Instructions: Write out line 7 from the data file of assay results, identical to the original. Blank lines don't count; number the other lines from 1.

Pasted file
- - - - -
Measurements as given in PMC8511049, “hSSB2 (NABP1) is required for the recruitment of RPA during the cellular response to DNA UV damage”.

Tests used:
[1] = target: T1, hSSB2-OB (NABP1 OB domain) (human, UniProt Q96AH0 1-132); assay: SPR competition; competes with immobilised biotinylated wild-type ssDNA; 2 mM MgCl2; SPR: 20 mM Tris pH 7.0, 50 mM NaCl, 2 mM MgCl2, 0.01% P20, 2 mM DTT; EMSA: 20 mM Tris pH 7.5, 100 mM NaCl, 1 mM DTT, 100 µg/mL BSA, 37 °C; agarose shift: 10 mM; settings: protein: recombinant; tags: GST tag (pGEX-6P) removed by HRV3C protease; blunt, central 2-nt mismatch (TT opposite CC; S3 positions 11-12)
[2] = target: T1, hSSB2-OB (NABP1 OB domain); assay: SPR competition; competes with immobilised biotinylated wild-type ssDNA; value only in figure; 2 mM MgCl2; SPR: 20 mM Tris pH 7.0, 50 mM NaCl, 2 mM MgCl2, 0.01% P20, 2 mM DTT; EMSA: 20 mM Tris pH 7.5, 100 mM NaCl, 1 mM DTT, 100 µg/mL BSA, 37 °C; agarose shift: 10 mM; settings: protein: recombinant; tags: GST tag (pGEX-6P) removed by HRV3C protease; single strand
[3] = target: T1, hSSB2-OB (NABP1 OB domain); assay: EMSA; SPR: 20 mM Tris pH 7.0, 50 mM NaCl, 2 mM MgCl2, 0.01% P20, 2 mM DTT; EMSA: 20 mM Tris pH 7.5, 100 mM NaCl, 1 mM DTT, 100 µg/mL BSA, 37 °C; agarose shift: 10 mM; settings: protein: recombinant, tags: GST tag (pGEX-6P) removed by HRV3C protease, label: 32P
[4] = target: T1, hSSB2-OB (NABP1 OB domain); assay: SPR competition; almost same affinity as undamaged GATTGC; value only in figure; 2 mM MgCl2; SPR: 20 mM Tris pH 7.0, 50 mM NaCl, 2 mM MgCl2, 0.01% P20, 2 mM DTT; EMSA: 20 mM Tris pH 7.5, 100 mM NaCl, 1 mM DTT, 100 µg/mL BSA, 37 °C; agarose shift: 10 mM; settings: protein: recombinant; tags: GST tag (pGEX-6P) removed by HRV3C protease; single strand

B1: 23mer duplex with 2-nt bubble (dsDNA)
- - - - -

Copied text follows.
B1: 23mer duplex with 2-nt bubble (dsDNA)